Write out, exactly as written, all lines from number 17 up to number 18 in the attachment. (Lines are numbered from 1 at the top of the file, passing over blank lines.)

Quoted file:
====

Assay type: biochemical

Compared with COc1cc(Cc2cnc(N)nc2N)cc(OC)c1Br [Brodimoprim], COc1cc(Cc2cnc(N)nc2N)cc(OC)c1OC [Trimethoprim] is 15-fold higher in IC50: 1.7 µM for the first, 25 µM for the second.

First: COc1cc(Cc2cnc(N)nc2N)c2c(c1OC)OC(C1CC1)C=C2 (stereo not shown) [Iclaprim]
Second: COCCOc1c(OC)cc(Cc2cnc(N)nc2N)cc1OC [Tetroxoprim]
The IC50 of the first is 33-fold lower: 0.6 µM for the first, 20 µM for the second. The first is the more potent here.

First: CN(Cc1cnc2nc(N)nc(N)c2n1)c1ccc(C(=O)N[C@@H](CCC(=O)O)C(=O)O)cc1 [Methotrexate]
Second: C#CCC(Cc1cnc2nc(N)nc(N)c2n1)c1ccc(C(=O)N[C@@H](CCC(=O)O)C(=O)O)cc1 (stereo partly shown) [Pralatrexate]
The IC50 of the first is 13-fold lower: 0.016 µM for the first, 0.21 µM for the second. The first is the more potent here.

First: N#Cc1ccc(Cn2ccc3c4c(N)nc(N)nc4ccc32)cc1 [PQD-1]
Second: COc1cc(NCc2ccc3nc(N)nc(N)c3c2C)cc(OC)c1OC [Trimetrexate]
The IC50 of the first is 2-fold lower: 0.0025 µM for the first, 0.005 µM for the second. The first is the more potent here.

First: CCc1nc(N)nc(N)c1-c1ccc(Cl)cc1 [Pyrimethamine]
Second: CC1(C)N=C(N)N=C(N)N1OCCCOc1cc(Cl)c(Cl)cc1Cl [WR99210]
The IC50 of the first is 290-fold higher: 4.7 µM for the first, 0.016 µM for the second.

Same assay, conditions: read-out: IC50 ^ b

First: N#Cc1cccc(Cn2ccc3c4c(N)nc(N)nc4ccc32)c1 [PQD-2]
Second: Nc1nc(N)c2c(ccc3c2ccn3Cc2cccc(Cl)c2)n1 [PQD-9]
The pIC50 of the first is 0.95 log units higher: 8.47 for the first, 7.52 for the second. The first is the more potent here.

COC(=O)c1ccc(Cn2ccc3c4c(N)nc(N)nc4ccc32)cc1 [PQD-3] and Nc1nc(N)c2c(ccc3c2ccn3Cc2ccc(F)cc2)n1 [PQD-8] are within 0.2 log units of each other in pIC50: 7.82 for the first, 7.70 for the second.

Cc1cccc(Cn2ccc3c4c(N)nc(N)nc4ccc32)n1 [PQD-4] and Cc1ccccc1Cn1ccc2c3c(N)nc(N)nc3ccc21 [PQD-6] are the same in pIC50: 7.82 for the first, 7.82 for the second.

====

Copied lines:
Second: Nc1nc(N)c2c(ccc3c2ccn3Cc2cccc(Cl)c2)n1 [PQD-9]
The pIC50 of the first is 0.95 log units higher: 8.47 for the first, 7.52 for the second. The first is the more potent here.